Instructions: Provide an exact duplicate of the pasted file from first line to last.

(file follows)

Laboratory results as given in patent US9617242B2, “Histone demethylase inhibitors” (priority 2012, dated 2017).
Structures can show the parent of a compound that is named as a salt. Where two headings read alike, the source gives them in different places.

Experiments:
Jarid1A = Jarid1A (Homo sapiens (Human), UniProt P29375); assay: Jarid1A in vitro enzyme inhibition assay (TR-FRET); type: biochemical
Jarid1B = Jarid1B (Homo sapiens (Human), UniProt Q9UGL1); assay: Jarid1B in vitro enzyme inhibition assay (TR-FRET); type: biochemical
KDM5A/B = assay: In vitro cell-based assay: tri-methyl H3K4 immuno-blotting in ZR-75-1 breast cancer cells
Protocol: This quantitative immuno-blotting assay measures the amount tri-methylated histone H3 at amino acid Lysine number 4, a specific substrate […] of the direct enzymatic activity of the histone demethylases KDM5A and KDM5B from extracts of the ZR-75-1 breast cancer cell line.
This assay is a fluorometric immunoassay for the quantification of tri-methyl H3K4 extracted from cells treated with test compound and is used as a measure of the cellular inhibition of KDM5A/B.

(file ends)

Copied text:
Laboratory results as given in patent US9617242B2, “Histone demethylase inhibitors” (priority 2012, dated 2017).
Structures can show the parent of a compound that is named as a salt. Where two headings read alike, the source gives them in different places.

Experiments:
Jarid1A = Jarid1A (Homo sapiens (Human), UniProt P29375); assay: Jarid1A in vitro enzyme inhibition assay (TR-FRET); type: biochemical
Jarid1B = Jarid1B (Homo sapiens (Human), UniProt Q9UGL1); assay: Jarid1B in vitro enzyme inhibition assay (TR-FRET); type: biochemical
KDM5A/B = assay: In vitro cell-based assay: tri-methyl H3K4 immuno-blotting in ZR-75-1 breast cancer cells
Protocol: This quantitative immuno-blotting assay measures the amount tri-methylated histone H3 at amino acid Lysine number 4, a specific substrate […] of the direct enzymatic activity of the histone demethylases KDM5A and KDM5B from extracts of the ZR-75-1 breast cancer cell line.
This assay is a fluorometric immunoassay for the quantification of tri-methyl H3K4 extracted from cells treated with test compound and is used as a measure of the cellular inhibition of KDM5A/B.